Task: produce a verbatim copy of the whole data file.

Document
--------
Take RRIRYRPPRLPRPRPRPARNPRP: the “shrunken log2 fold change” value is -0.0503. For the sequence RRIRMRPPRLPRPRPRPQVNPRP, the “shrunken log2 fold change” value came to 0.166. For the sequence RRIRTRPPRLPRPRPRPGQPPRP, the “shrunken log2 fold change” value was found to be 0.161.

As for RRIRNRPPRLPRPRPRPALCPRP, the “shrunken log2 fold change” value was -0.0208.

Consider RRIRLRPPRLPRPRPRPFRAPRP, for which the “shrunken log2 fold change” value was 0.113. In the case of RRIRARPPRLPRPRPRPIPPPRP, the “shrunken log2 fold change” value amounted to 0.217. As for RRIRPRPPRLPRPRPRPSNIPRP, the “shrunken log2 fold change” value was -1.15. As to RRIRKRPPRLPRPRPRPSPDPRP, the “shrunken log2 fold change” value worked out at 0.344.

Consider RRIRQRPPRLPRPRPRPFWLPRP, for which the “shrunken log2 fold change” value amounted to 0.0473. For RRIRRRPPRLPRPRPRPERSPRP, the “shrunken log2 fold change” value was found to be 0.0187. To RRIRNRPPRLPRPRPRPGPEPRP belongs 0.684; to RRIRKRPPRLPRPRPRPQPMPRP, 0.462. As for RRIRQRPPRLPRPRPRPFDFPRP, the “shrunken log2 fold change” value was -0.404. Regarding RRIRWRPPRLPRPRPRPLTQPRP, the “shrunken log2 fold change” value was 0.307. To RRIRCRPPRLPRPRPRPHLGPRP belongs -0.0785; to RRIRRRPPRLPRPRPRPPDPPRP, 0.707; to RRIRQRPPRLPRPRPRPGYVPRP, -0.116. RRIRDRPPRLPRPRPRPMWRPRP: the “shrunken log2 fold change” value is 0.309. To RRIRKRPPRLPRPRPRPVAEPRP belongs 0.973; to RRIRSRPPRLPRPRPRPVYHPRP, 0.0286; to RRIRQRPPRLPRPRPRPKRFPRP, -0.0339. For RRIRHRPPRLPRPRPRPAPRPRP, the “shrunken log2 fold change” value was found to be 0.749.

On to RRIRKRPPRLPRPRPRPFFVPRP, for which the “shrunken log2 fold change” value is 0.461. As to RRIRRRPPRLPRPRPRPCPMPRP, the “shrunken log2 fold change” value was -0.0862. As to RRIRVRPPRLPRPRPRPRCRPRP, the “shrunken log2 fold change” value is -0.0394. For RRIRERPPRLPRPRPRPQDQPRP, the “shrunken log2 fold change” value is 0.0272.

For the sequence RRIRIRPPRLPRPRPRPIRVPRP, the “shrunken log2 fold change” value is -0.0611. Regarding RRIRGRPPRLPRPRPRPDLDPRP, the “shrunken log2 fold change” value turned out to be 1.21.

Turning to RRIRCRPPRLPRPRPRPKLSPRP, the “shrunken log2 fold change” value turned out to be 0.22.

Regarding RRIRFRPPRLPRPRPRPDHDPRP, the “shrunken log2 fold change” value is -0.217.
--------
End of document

Take RRIRYRPPRLPRPRPRPARNPRP: the “shrunken log2 fold change” value is -0.0503. For the sequence RRIRMRPPRLPRPRPRPQVNPRP, the “shrunken log2 fold change” value came to 0.166. For the sequence RRIRTRPPRLPRPRPRPGQPPRP, the “shrunken log2 fold change” value was found to be 0.161.

As for RRIRNRPPRLPRPRPRPALCPRP, the “shrunken log2 fold change” value was -0.0208.

Consider RRIRLRPPRLPRPRPRPFRAPRP, for which the “shrunken log2 fold change” value was 0.113. In the case of RRIRARPPRLPRPRPRPIPPPRP, the “shrunken log2 fold change” value amounted to 0.217. As for RRIRPRPPRLPRPRPRPSNIPRP, the “shrunken log2 fold change” value was -1.15. As to RRIRKRPPRLPRPRPRPSPDPRP, the “shrunken log2 fold change” value worked out at 0.344.

Consider RRIRQRPPRLPRPRPRPFWLPRP, for which the “shrunken log2 fold change” value amounted to 0.0473. For RRIRRRPPRLPRPRPRPERSPRP, the “shrunken log2 fold change” value was found to be 0.0187. To RRIRNRPPRLPRPRPRPGPEPRP belongs 0.684; to RRIRKRPPRLPRPRPRPQPMPRP, 0.462. As for RRIRQRPPRLPRPRPRPFDFPRP, the “shrunken log2 fold change” value was -0.404. Regarding RRIRWRPPRLPRPRPRPLTQPRP, the “shrunken log2 fold change” value was 0.307. To RRIRCRPPRLPRPRPRPHLGPRP belongs -0.0785; to RRIRRRPPRLPRPRPRPPDPPRP, 0.707; to RRIRQRPPRLPRPRPRPGYVPRP, -0.116. RRIRDRPPRLPRPRPRPMWRPRP: the “shrunken log2 fold change” value is 0.309. To RRIRKRPPRLPRPRPRPVAEPRP belongs 0.973; to RRIRSRPPRLPRPRPRPVYHPRP, 0.0286; to RRIRQRPPRLPRPRPRPKRFPRP, -0.0339. For RRIRHRPPRLPRPRPRPAPRPRP, the “shrunken log2 fold change” value was found to be 0.749.

On to RRIRKRPPRLPRPRPRPFFVPRP, for which the “shrunken log2 fold change” value is 0.461. As to RRIRRRPPRLPRPRPRPCPMPRP, the “shrunken log2 fold change” value was -0.0862. As to RRIRVRPPRLPRPRPRPRCRPRP, the “shrunken log2 fold change” value is -0.0394. For RRIRERPPRLPRPRPRPQDQPRP, the “shrunken log2 fold change” value is 0.0272.

For the sequence RRIRIRPPRLPRPRPRPIRVPRP, the “shrunken log2 fold change” value is -0.0611. Regarding RRIRGRPPRLPRPRPRPDLDPRP, the “shrunken log2 fold change” value turned out to be 1.21.

Turning to RRIRCRPPRLPRPRPRPKLSPRP, the “shrunken log2 fold change” value turned out to be 0.22.

Regarding RRIRFRPPRLPRPRPRPDHDPRP, the “shrunken log2 fold change” value is -0.217.